during ablation. We see how a large cluster containing
12 000 atoms breaks free from the solid. The breakup occurs
at a position where strong tensile pressures concentrate. This
leads to a consecutive breaking of bonds between atoms,
such that finally only a narrow bridge between the bulk material and the ablating cluster remains. The bridge is finally
broken at around 35 ps. Note that as a consequence, a compressive wave travels away from the spallation point, which
is well visible in the ejected cluster. The local production of
heat is particularly pronounced when the small bridge between bulk and cluster tears. Then temperatures strongly exceeding the melting temperature arise. In the terminology of
recent theoretical studies on the laser ablation of organic
materials,20 this ablation occurs in the so-called stress confinement regime. We note that ablation did not appear at the
time when the tensile wave passes but rather in its aftermath.
Simulations performed for higher laser fluences ⌽ essentially follow the characteristics described above. We give a
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FIG. 6. Comparison of atomic temperatures in the solid at t
⫽10 ps after laser irradiation for ⌽⫽170 and 400 mJ/cm2 irradiation.
few quantitative details for 400 mJ/cm2 irradiation. Here the
maximum electron temperature at the surface amounts to
45 000 K. The maximum temperatures achieved in the
atomic system are 4000 K, and the atomic temperatures
spread out quite homogeneously inside the solid; cf. Fig. 6.
Maximum pressures amount to ⫹14 and ⫺5 GPa. Ablation
already sets in at 25 ps, but the solid tears at several points
more or less simultaneously, as displayed in Fig. 4共b兲. This
results in a higher ablation yield, 35 nm/pulse, and a distribution of clusters emitted rather than a single cluster. We
note that our results for the large fluences need to be taken
with some caution since the ablation depth is at 50% of our
MD simulation volume.
D. Comparison to experiment
Figure 7 assembles the ablation yields for a series of
simulations performed with varying laser intensities ⌽ on
copper; each simulation lasted 50 ps. We observe a rather
sharp ablation threshold of around 170 mJ/cm2 . This is in
good agreement with the experimental data, which report a
threshold fluence of 170 mJ/cm2 for 0.5 ps ablation by a 248
nm laser9 and 140 mJ/cm2 for 0.15 ps laser at 780 nm.10 As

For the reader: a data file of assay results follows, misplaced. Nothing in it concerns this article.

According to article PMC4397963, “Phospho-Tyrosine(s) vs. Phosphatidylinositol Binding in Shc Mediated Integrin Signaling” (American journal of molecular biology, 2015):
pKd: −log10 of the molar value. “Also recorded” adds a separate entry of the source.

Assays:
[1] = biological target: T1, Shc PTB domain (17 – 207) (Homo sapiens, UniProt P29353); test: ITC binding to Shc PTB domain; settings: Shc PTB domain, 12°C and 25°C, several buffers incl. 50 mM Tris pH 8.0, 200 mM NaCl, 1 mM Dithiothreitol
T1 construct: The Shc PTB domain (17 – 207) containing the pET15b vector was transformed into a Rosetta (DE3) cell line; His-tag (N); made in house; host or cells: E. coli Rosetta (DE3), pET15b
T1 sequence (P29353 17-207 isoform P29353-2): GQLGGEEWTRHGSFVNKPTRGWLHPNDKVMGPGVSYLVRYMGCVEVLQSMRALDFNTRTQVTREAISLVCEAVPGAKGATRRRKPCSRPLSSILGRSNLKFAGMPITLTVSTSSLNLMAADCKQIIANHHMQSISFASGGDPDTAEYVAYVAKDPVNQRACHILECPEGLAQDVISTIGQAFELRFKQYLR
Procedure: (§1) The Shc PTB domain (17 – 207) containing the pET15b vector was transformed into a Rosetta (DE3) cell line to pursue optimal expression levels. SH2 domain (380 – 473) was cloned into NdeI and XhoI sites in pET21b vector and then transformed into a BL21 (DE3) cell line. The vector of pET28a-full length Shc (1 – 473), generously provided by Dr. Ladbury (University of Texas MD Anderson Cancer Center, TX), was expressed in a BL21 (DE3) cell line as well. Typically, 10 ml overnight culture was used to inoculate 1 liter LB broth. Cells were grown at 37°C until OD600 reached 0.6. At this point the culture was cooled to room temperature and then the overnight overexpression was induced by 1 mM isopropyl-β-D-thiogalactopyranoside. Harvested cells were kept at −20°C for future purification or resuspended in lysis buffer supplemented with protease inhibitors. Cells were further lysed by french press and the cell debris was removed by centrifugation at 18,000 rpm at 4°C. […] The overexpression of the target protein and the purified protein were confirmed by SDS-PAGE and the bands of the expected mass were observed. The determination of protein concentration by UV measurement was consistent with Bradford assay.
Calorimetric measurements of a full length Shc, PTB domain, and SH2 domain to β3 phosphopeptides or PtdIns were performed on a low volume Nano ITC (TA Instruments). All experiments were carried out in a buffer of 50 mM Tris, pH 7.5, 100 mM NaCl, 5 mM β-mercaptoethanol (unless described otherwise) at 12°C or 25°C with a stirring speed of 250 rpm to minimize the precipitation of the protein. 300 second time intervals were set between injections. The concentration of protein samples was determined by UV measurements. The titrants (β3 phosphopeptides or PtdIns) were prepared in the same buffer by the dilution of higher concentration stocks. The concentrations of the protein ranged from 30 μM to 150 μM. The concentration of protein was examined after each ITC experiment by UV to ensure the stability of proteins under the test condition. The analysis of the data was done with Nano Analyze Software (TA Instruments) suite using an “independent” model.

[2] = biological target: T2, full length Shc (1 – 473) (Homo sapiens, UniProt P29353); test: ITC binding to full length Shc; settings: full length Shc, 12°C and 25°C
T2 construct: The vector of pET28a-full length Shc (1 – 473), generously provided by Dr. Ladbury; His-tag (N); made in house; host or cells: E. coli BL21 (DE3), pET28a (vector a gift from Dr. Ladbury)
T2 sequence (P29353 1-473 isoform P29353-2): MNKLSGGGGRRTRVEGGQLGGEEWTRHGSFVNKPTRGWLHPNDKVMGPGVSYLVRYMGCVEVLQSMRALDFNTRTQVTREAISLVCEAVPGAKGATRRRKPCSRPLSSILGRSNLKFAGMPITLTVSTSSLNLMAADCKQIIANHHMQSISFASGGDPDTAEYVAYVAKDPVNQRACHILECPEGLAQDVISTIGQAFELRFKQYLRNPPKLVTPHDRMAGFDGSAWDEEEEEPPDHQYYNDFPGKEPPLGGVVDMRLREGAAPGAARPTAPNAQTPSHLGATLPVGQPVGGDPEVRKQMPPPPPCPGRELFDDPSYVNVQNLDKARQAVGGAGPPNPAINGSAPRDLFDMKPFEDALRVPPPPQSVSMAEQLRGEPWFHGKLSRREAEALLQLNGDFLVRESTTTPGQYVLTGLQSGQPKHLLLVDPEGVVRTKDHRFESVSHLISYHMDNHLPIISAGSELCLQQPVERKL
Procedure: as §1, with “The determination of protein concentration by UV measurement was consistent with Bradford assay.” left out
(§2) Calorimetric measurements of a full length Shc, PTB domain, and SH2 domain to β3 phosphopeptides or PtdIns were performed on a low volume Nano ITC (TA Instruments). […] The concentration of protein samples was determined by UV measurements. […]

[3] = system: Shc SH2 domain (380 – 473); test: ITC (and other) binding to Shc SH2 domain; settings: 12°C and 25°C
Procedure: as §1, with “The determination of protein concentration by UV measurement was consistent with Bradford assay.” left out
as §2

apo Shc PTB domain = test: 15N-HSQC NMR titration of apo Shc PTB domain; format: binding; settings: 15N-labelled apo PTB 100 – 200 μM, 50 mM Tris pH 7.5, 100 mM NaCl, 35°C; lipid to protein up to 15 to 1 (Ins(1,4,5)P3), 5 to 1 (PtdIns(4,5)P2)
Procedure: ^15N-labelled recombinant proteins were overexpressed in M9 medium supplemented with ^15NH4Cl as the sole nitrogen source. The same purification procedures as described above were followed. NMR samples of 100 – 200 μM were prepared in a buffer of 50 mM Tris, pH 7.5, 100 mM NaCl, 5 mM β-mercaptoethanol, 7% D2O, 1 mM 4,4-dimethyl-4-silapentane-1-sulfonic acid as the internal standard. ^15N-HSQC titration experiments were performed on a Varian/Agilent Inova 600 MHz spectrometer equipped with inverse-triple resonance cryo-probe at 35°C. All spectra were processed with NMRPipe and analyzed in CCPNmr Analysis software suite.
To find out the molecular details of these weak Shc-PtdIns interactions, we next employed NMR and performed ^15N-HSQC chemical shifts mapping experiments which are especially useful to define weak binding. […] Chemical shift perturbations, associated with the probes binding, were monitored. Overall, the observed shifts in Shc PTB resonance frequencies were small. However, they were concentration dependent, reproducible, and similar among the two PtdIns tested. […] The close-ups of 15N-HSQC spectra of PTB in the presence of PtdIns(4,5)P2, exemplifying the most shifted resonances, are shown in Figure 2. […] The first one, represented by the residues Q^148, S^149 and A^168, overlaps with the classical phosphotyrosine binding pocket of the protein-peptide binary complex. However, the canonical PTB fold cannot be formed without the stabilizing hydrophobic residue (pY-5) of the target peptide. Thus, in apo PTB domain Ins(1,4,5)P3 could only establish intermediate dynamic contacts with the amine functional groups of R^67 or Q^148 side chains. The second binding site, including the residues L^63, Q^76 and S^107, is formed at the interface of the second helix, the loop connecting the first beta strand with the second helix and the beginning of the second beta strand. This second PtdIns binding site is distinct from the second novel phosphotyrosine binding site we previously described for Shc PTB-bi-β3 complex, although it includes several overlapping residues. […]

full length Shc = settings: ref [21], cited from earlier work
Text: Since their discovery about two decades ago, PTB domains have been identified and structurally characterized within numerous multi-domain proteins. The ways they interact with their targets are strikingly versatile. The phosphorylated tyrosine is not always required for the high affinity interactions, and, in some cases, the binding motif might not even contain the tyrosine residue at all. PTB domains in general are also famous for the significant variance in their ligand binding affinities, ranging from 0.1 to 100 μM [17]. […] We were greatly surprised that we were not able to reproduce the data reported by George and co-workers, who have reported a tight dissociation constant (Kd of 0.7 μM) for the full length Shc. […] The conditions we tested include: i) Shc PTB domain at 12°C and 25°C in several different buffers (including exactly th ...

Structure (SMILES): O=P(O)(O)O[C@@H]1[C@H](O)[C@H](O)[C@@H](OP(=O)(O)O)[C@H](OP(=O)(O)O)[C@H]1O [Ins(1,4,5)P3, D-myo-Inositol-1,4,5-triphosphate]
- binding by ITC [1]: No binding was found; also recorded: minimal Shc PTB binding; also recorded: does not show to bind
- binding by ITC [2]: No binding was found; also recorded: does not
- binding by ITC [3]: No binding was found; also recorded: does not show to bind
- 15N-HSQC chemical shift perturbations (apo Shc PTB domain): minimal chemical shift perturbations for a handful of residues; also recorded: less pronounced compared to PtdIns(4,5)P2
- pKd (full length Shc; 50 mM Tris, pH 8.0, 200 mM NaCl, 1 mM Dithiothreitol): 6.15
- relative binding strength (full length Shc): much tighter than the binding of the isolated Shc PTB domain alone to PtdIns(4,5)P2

FIG. 7. Ablation yield vs fluence for 0.5 ps laser irradiation of
copper. 䊊: experiment by Nolte et al. 共Ref. 10兲, at a wavelength of
780 nm. 䉭: experiment by Preuss et al. 共Ref. 9兲 at a wavelength of
248 nm. 䊐: simulation results.
soon as ablation sets in, the ablation yield is rather constant,
24 –30 nm/pulse. It only increases at fluences beyond
350 mJ/cm2 , where the yield doubles.
At the fluences studied in this paper—at and slightly
above the ablation threshold—we found spallation 共or mechanical failure兲 to be the relevant ablation mechanism. As a
consequence, the ablation products consist mainly of large
chunks of matter or droplets rather than of monatomics or
small clusters. This feature does not appear to have been
reported in the literature. While energy spectra of emitted
共monomeric兲 ions have been measured,33–35 the analogous
experimental determination of the neutral component, and in
particular its mass distribution, still awaits measurement. We
note, however, that Sokolowski-Tinten and co-workers36 –38
measured high-contrast optical interference patterns 共Newton
rings兲 after fs laser ablation of both semiconductors and metals at fluences comparable to those of our study. These patterns were interpreted to be due to a highly coherent emission of the ablated material; they are thus compatible with
the coherent emission mechanism 共spallation兲 reported in the
present study.
A quantitative comparison to experimental data shows
that our yields are a factor of between 3 and 5 too high. This
may be due to the fact that experimental data were taken as
an average over many laser shots; for example, Nolte et al.10
report that they took the measurement after several hundred
pulses which were shot at a frequency of 1 kHz at the target.
These authors also report that they observe a decrease in the
ablation yield for a larger number of shots. In contrast, our
simulation pertains to a single shot to a well-defined crystalline surface. The irradiation-induced surface modification
may change the optical parameters of the specimen and,
hence, the absorption.
IV. DISCUSSION: MECHANISM OF ABLATION
As we can see from the snapshots given in Fig. 5, the
material ejection in the simulation proceeds through the
separation of a large surface layer of material, ⬃20 nm in
size, from the bulk of the irradiated sample. A similar process of material ejection has been previously observed in
MD simulations of the laser ablation of molecular systems
and has been attributed to the photomechanical effects
caused by laser-induced stresses.20,25,39 It has been discussed
that the magnitude of the laser-induced stresses and the role
of the associated photomechanical effects in the material removal become significant when the time of the laser pulse